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Pipeline Fight Spills into Governor’s Race

By   /   September 16, 2010  /   9 Comments

The fight over a controversial oil pipeline across Nebraska is leaking into the race for Governor.

Nebraska Watchdog has learned that Governor Dave Heineman (NE-R) is taking a hands-off approach to TransCanada’s proposed Keystone XL Pipeline, while Democrat Mike Meister wants the pipeline put elsewhere.

Two weeks ago during an exclusive interview (see video below) with Nebraska Watchdog, Heineman was asked if he thinks the pipeline is a good idea. The Governor said it’s not on his radar. “I just haven’t focused on that issue to any great extent because it’s a federal regulatory issue. So I’ve let our congressional delegation deal with that,” said Heineman.

On Thursday, Meister told Nebraska Watchdog that Heineman’s comment is “nonsense.”

Critics have complained that plans to run the pipeline over the Ogallala Aquifer in Nebraska–one of the world’s largest underground bodies of water–would put the aquifer in jeopardy should the pipeline ever leak. TransCanada insists the pipeline is safe.

According to Meister, “It makes no sense to run it through the Ogallala Aquifer. If it leaks into the aquifer you could destroy a great portion of this state.” Meister also believes the State of Nebraska needs to be involved in regulation of the pipeline.

This Heineman-Meister dispute follows the release of two pipeline polls with two completely different conclusions.

TransCanada says its poll finds 69 percent of Nebraskans want the pipeline built while 27 percent oppose it.

According to a survey released by pipeline critic Bold Nebraska, 48 percent oppose the pipeline, 19 percent favor it, and 33 percent are undecided.

In addition Bold Nebraska weighed the pipeline’s possible political fall-out. When asked if elected officials, especially Heineman and Nebraska State Senators, should be “active and vocal” in asking questions about the pipeline the vast majority in the Bold Nebraska poll said yes. 84 percent said Nebraska’s elected officials should be very active and 57 percent said they would not vote for those officials who were not active.

Meister tells Nebraska Watchdog, TransCanada should put the Keystone XL alongside the company’s existing Nebraska pipeline. That pipeline is located further east, where it has less potential contact with the Ogallala Aquifer. 

Editor’s note: to see previous Nebraska Watchdog stories on this subject click here.

Editor’s note: to subscribe to News Updates from Nebraska Watchdog at no cost, click here

Reported by Joe Jordan, joe@nebraskawatchdog.org

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Joe Jordan

  • http://www.boldnebraska.org Jane Kleeb

    Thank you Joe for continuing to do great reporting on this critical issue facing our state. Heineman is either ignorant or playing politics because the state has various roles with the pipeline.

    1) Our state laws regulate eminent domain.

    2) Our state can (and has not) develop a state-based emergency response plan for spills, fires, etc.

    3) Our state can require TransCanada to pay upfront for an infrastructure needs vs putting that on taxpayers (e.g. transmission lines).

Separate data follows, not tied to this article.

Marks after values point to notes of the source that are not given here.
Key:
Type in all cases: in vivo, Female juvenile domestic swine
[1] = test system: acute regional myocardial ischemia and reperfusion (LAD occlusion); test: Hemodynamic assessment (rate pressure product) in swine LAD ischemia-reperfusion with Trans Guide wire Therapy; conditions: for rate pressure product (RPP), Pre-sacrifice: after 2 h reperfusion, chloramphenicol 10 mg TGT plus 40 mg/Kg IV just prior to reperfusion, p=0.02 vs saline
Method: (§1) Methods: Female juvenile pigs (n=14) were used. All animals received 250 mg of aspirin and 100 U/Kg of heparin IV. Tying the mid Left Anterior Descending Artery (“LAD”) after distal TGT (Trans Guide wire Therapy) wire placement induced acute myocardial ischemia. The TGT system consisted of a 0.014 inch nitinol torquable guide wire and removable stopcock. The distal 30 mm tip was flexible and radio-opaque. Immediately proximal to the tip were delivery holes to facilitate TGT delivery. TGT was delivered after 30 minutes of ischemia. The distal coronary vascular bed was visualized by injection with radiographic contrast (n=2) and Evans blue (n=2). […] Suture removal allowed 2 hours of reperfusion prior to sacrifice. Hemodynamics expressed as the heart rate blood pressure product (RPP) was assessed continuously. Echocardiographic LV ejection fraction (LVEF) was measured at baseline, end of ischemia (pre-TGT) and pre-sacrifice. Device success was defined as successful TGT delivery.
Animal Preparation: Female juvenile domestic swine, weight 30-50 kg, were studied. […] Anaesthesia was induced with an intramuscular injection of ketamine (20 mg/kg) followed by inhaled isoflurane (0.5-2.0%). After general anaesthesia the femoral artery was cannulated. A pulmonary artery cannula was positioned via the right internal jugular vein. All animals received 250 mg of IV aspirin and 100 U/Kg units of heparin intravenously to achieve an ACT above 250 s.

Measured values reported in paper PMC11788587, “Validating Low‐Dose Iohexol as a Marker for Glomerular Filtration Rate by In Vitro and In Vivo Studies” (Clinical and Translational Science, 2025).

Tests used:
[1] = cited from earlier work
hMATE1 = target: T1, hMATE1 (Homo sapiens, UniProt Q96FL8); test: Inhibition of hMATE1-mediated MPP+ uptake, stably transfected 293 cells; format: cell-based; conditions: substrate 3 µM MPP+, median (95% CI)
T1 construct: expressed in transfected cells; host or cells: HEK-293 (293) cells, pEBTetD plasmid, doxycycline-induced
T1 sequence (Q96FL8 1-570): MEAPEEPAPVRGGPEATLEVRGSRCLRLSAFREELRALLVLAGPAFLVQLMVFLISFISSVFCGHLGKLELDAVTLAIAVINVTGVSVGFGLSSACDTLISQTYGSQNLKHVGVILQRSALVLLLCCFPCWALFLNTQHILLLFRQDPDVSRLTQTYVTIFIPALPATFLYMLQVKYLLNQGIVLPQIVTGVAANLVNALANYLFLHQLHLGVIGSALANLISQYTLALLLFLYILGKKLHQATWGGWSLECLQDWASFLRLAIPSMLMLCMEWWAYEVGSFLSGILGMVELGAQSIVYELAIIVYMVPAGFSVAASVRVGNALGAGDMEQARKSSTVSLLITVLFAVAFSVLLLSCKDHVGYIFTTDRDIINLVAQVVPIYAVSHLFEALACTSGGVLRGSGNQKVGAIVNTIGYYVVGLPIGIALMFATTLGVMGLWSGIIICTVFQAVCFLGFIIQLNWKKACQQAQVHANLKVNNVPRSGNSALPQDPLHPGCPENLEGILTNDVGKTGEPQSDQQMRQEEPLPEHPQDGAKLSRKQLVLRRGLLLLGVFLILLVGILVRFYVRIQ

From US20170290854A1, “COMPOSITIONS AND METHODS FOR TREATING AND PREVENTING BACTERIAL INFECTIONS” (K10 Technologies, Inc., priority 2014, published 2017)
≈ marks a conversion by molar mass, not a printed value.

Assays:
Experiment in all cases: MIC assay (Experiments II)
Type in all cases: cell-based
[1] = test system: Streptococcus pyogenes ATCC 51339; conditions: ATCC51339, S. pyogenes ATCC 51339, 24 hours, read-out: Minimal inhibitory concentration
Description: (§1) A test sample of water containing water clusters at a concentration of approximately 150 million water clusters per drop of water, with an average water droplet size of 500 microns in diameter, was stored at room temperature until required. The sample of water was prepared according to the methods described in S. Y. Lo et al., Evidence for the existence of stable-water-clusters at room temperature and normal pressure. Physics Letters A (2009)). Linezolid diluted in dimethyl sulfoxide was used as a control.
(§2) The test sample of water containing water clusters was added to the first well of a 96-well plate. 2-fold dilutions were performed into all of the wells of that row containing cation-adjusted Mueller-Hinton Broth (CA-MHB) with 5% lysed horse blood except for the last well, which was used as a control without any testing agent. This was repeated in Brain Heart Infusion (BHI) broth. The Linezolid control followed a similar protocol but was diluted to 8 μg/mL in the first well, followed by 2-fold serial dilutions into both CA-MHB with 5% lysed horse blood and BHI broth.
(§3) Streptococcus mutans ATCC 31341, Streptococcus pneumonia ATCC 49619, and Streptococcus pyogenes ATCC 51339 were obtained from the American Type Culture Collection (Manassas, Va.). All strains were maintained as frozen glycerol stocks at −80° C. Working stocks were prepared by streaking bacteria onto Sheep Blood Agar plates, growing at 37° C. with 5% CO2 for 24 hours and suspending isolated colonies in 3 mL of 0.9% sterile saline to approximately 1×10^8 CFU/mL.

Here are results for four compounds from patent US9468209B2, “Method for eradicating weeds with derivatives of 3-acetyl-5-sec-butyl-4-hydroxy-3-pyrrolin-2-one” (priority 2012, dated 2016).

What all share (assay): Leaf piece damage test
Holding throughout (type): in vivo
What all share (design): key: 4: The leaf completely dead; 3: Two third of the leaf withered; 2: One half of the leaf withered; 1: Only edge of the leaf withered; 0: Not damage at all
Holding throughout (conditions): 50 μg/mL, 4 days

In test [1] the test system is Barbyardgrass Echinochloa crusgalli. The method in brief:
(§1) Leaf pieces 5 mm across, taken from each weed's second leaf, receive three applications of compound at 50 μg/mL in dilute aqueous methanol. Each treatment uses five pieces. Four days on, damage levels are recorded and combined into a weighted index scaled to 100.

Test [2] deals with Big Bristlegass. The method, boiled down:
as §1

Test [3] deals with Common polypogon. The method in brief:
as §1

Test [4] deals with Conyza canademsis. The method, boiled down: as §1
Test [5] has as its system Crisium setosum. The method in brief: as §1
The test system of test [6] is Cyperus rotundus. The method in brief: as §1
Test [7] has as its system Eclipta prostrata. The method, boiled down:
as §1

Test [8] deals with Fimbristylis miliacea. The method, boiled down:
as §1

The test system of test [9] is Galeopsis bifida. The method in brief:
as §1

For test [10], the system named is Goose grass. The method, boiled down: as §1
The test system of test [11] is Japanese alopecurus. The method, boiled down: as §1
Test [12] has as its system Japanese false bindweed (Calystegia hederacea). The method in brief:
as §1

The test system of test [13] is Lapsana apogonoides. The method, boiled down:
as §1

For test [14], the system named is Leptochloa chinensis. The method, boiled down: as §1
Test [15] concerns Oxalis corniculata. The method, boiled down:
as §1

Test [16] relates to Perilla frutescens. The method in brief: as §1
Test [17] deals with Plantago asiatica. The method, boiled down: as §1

4) Our state can decide ahead of time where pipelines can NOT go (MT and SD did this).

    5) Our state can appoint a current office to regulate oil pipelines because right now we have NO office that regulates oil pipelines.

    So those are just 5 things the state is directly responsible for and could lead on….voters are watching as Heineman says “not it.” Will he say that when the pipe leaks?

  • Jim J. Enright

    The opposition to this pipeline,reminds me of the almost hysterical opposition to nuclear power in our nation. It’s based more on emotion than scientific facts.As a result, America is far behind some European nations in nuclear power which , of course, emits no fossil fuel waste. The pipeline issue should be resolved when all scientific studies are complete.

  • Doug

    If it isn’t of interest to the Governor why did he accept $2500 from TransCanada? As did Jon Bruning. And they received the contribution right after a bill was introduced to regulate the pipeline by Cap Dierks.

  • Left Brain

    How many people realize that there is already a TransCanada pipeline operational and running through Nebraska?

    Where was the opposition to the first pipeline?

    The first pipeline runs over parts of the Aquifer too. It doesn’t matter if the pipeline bursts over the fringe of the Aquifer or over the middle of it. Contamination is contamination.

    I don’t see why there’s all the opposition now. Maybe because there was no Bold Nebraska the first time around?

  • Jane

    The first one slipped in under the radar, but not this one. Nebraska (and the other affected states) don’t need double the trouble.

  • Will

    When thinking about the issue and the arguments, ask yourself “Que bono?”

    Pro or Con, pipe goes in or pipe goes elsewhere, only the statists win — more taxpayer-paid bureaucracy on all our backs.

  • Left Brain

    2,100 miles of pipeline just doesn’t “slip in under the radar”.

  • Lee

    Left Brain, do you mean 2,100 miles of pipeline doesn’t just “slip under the radar” of those who are making the decisions years before the pipeline is in the ground or the radar of American public? If you mean the American public, then yes, it can and did happen.

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